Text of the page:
Last Tuesday, in an attempt to convince New Yorkers to wear a mask virtually everywhere, Governor Cuomo made the following claim at his daily press briefing, “Wearing a mask has got to be something you do every day. When you get up, when you walk out of the house, you put the mask on. This is cool.” He added that wearing a mask “should be part of our culture to encourage mask-wearing.”
The governor was even more emphatic a few days later, on 28 May, when he announced that stores in the state can prohibit anyone from entering who is not wearing a mask. “If you don’t want to wear a mask? Fine. But you don’t have a right to go into that store if the store owner doesn’t want you to.”
This follows Governor Cuomo’s Executive Order, which went into effect on 17 April, that everyone in the state over two years old had to wear a face covering while out in public and not able to guarantee six feet of social distance.
Last Thursday, the governor also doubled down on the claim that masks are effective at limiting the spread of COVID-19: “I’ve been working to communicate this message about masks and how effective they are. They are deceptively effective. They are amazingly effective.”
Returning to his new theme that wearing a mask is “cool,” Cuomo declared, “We have to culturalize the masks, we have to customize the masks for New York, to get New Yorkers to wear them.”
TRENDPOST: After loudly proclaiming the importance of wearing a mask at his press briefing, the governor got up and walked out of the room leaving his mask on the table.
Unmasking the Evidence
The mask issue has become controversial on two fronts.
On the political front, an Associated Press-NORC Center for Public Affairs Research poll showed 76 percent of Democrats wore masks outside of the home, considerably more than the 59 percent of Republicans. The issue in many ways is heating up between those willing to stand against threats to individual rights and those willing to obey the orders of political leaders claiming they know how to best protect the public at large.
Advocates for the wearing of masks also say it’s a sign of support for doctors, nurses, and healthcare workers.
While a number of medical professionals have confirmed that professionally made surgical masks can be effective at limiting the spread of COVID-19, they’ve made it clear the limited supply needs to be reserved for medical staff and healthcare workers.
Two Sides of the Mask
As for the cloth masks worn by most of the public, the variety Governor Cuomo also promoted, a number of medical authorities have stated that cloth masks, as well as surgical masks, are not only ineffective at stopping the spread of COVID… they can make the situation worse.
Some key points:
- On 31 March, the Surgeon General, Dr. Jerome Adams, stated that when it comes to wearing masks, “the data doesn’t show” any effectiveness: “What the World Health Organization and the CDC have reaffirmed in the last few days is that they do not recommend the general public wear masks.”
The Surgeon General added, “Wearing a mask improperly can actually increase your risk of getting disease.”
- While the CDC reversed its position on 8 April and is now advocating wearing masks, the WHO, the United Nations public health agency, updated its position against wearing masks. On 4 May, WHO released the following guidance: “There is currently no evidence that wearing a mask (whether medical or other types) by healthy persons in the wider community setting, including universal community masking, can prevent them from infection with respiratory viruses, including COVID-19.”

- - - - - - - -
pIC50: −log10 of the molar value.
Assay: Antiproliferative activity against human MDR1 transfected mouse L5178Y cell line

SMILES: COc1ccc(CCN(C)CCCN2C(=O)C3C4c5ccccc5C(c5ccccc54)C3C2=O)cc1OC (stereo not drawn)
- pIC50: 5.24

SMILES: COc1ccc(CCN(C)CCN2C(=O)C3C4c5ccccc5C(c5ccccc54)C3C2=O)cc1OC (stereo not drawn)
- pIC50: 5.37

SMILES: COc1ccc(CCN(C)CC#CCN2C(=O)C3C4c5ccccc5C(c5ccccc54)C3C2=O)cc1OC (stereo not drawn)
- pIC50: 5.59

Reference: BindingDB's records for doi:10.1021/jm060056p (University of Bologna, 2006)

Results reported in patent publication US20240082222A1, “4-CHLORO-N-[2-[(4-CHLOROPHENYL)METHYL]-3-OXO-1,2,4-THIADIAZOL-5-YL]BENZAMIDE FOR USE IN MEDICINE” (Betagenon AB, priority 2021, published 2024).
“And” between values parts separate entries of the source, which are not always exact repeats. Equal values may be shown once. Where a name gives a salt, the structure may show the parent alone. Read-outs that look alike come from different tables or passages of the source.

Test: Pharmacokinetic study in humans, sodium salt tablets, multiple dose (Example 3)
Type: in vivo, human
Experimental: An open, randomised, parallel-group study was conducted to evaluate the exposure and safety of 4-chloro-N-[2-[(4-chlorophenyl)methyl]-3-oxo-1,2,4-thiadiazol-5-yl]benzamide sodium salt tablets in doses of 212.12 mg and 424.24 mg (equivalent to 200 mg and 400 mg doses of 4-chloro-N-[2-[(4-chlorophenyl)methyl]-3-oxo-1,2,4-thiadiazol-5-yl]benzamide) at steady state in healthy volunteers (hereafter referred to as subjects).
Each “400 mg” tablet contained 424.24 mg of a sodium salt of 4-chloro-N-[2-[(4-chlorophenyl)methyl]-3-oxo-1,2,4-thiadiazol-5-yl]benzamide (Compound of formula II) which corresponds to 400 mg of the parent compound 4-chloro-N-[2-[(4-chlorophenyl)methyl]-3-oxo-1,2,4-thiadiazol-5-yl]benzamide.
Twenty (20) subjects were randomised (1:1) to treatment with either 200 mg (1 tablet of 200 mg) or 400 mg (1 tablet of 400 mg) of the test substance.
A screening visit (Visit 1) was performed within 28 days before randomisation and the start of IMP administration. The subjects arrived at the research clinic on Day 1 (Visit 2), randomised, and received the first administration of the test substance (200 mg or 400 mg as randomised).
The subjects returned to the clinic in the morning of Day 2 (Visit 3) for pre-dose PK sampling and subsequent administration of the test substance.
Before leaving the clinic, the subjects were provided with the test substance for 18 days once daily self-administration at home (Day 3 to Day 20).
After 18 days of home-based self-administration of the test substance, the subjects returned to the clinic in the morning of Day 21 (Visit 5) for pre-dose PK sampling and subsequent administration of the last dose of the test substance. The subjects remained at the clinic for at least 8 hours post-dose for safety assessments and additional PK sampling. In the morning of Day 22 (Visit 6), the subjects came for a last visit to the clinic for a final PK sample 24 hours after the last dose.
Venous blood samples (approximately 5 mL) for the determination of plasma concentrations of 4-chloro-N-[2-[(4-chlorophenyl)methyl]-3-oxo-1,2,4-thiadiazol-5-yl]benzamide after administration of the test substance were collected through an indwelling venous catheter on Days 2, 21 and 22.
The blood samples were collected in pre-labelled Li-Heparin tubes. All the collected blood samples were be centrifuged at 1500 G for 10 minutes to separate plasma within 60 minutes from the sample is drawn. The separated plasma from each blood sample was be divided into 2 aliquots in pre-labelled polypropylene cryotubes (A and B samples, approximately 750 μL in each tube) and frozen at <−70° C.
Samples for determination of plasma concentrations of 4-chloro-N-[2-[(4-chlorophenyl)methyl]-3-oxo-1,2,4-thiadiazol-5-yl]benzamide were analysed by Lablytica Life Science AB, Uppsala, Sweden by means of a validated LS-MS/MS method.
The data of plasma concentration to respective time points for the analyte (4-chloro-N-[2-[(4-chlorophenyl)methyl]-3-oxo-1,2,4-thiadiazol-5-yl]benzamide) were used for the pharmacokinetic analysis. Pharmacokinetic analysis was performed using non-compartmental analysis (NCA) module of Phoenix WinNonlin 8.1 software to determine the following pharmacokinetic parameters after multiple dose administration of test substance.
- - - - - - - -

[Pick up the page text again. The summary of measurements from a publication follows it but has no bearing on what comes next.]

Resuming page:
Dr. April Baller, public health specialist for WHO recommends, “If you do not have any symptoms such as fever, cough or runny nose, you do not need to wear a mask. Masks should only be used by health care workers, caretakers or by people who are sick with symptoms of fever and cough.”
- Russell Blaylock, a board-certified neurosurgeon, wrote an editorial on 18 May for Technology News that stated, “As for the scientific support for the use of face masks, a recent careful examination of the literature, in which 17 of the best studies were analyzed, concluded that, ‘none of the studies established a conclusive relationship between mask/respirator use and protection against influenza infection.’”
Also said by Dr. Blaylock, “Keep in mind, no studies have been done to demonstrate that either a cloth mask or the N95 mask has any effect on transmission of the COVID-19 virus.”
Dr. Blaylock goes on to cite that wearing a mask, particularly non-professionally made cloth varieties can actually cause health problems. “Several studies have indeed found significant problems with wearing such a mask. This can vary from headaches, to increased airway resistance, carbon dioxide accumulation, to hypoxia, all the way to serious life-threatening complications.”
- May Chu, clinical professor in epidemiology at the Colorado School of Public Health, points out that masks recommended for public use “impede only about 2 percent of airflow.”
TRENDPOST: Despite these facts above and others we have noted in previous issues discounting the effectiveness of masks, the mainstream media and politicians keep selling the need to wear them, and the majority of the population – as evidenced by both political party majorities believing they should wear them – obediently believe what they are told.